Radar is an acronym that stands for RAdio Detection And Ranging, but how does it work?

    1. Radar transmits a burst of radio waves.
    2. These waves bounce off of objects, like raindrops, snow, dust, birds and some of the energy is reflected back to the radar's receiver.
    3. The amount of radio wave energy scattered back to the radar determines the object's reflectivity.
Reflectivity is a function of: 
  • Size (radar cross section)
  • Shape (round, flat, etc.)
  • State (liquid, mixed, dry wet, etc)
  • Concentration (# of particles in a volume)
All of these characteristics of reflectivity help us to determine what the radar waves are hitting when they are transmitted.  Is it hitting rain, snow, dust, birds or bugs? The latest addition to the radar has been the upgrade to dual-polarimetric (Dual-Pol) technology that transmits radio waves oriented in the horizontal and vertical direction. NWS radars upgraded to dual-pol between 2011-2013. The dual-pol technology allows us to sample the size and shape of objects. This allows us to gather more details to improve estimates of precipitation type, intensity, as well as highlighting the difference between precipitation and non-precipitation echoes.

We are going to focus on a couple of the products we produce from the radar data and how we use them. Let's start with base reflectivity. Taken from the lowest elevation scan, base reflectivity is excellent for examining the region around the radar to look for precipitation. However, the radar beam increases in elevation as you get further away from the radar (shown below).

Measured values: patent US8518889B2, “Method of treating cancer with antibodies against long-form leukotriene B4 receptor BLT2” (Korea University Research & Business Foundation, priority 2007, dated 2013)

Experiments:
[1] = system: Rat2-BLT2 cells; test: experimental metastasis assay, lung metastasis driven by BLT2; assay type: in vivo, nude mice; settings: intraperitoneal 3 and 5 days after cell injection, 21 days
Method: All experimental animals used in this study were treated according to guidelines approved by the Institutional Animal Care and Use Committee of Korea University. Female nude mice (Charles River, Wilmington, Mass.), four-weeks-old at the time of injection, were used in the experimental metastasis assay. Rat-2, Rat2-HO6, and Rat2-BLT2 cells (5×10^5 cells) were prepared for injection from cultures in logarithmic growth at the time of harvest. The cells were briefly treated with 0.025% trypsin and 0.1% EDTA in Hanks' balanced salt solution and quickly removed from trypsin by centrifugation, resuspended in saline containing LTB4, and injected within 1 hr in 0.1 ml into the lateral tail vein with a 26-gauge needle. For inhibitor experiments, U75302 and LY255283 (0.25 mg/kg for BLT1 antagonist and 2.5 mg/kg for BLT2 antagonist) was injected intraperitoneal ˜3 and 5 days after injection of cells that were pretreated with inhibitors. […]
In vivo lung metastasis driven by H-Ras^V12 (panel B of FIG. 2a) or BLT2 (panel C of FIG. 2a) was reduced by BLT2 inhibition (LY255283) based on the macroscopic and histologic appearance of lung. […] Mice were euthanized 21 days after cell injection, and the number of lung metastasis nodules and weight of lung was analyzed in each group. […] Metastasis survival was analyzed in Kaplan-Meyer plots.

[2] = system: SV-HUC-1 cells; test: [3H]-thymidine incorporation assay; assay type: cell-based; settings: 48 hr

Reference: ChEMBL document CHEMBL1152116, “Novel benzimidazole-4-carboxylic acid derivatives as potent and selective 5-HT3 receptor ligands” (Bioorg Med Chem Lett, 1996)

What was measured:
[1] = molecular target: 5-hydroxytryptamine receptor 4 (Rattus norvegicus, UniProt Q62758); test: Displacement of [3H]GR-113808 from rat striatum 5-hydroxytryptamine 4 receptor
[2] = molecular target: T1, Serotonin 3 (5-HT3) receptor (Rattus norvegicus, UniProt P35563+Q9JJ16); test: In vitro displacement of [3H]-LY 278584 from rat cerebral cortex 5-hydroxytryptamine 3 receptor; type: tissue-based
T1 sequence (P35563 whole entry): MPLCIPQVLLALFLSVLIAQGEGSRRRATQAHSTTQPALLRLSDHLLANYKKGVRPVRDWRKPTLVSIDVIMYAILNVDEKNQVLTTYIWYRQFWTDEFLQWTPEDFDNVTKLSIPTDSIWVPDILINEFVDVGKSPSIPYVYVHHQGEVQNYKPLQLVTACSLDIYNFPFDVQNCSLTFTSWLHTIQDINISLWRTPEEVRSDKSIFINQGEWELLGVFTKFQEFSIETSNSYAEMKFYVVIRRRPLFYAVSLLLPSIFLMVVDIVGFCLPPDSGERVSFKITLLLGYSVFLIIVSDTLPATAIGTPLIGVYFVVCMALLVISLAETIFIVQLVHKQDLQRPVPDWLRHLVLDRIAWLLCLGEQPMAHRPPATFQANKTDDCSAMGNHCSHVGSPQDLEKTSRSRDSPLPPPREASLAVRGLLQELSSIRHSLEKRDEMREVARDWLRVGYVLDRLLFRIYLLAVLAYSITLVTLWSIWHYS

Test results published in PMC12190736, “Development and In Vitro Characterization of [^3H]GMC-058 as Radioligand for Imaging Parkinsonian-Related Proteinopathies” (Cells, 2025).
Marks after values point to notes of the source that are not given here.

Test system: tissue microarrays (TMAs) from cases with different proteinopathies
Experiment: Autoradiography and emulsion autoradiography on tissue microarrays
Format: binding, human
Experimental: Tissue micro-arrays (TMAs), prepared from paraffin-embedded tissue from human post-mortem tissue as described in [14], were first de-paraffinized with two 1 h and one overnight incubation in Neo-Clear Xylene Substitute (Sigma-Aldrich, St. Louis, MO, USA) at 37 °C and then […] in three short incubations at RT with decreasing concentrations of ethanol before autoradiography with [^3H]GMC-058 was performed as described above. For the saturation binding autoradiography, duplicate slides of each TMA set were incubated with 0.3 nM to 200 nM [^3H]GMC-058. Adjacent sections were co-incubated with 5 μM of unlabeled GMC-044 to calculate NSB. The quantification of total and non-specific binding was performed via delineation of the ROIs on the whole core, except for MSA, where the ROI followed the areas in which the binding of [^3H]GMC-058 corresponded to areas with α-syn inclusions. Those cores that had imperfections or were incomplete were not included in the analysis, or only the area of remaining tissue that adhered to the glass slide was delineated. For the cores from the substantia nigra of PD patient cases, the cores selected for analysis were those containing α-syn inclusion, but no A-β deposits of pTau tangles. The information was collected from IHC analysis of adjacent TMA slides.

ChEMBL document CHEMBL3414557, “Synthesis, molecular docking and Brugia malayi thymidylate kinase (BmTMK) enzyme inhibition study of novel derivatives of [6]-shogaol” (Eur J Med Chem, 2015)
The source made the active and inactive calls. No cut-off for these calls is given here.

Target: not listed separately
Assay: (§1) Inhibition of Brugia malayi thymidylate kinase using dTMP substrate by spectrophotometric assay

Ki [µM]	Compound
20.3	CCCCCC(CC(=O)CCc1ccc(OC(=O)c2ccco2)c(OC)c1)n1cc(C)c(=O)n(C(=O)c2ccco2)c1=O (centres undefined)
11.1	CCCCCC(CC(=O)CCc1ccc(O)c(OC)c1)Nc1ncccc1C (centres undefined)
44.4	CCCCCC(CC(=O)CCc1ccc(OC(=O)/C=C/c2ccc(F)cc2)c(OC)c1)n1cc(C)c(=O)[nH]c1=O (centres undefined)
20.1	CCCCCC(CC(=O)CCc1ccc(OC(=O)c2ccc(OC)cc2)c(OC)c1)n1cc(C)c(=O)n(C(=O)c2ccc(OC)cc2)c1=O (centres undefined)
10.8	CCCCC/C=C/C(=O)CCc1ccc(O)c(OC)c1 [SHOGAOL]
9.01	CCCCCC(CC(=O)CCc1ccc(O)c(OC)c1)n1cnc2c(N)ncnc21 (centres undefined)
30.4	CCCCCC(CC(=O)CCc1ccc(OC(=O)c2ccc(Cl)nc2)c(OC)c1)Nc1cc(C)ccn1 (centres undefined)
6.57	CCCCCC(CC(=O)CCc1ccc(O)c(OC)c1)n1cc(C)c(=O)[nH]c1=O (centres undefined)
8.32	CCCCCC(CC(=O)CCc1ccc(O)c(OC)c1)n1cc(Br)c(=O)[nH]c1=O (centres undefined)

This is a problem that we deal with at NWS Reno since our radar is located on the top of Virginia Peak (elevation 8,370 feet) as noted by the fancy red arrow on the map below. Something about how the radar can't see what is going near the ground, and plug how spotters, facebook reports, yadda yadda helps us out.  Base reflectivity gives us a basic idea of the type of objects in the air, but we do need to use other products to get a more exact determination. Here is an example of base reflectivity from the NWS Reno Radar from June 10th, 2015.  The light green shades are typically rain or snow, and the higher the reflectivity values (into the yellows and reds) then we will usually pay more attention to those areas. Notice in the areas of red and yellow southwest of Lovelock and moving along Interstate 80. Those storms were putting down some pretty heavy rain and maybe even some small hail right across the interstate. Depending on the existing atmospheric environment, these storms can also put out some pretty hefty winds with gusts around 50 to 60 mph! To say the least, if we are seeing reds and yellows on the base reflectivity, we are definitely starting to pay more attention to those areas then the light green shades.  
Next product that we will discuss is base velocity, which displays the average wind speed of particles that are detected by the radar. The radar can measure the speed due to the Doppler effect, in which the frequency of a wave changes as it bounces off a particle that is moving with respect to an object that is not moving (the radar). Shown below is an example of base velocity that illustrates an EF2 tornado in Baker County Florida on April 15, 2007. Green colors indicate velocities towards the radar while red indicates velocities moving away from the radar. As you can see in the animation, the most interesting areas are where red and green colors meet, especially when the values are large! 

That wraps up our quick talk about just a couple of the radar products for now, but keep an eye out for future posts, especially about some of the dual-pol products! Check out the short video below that gives a tour of the NWS Reno radar on top of Virginia Peak. 

There are thunderstorms in the forecast for the rest of the week so remember to read the forecast before you head out on your adventures for the day! Forecasts can be found at

As always if you have any questions feel free to email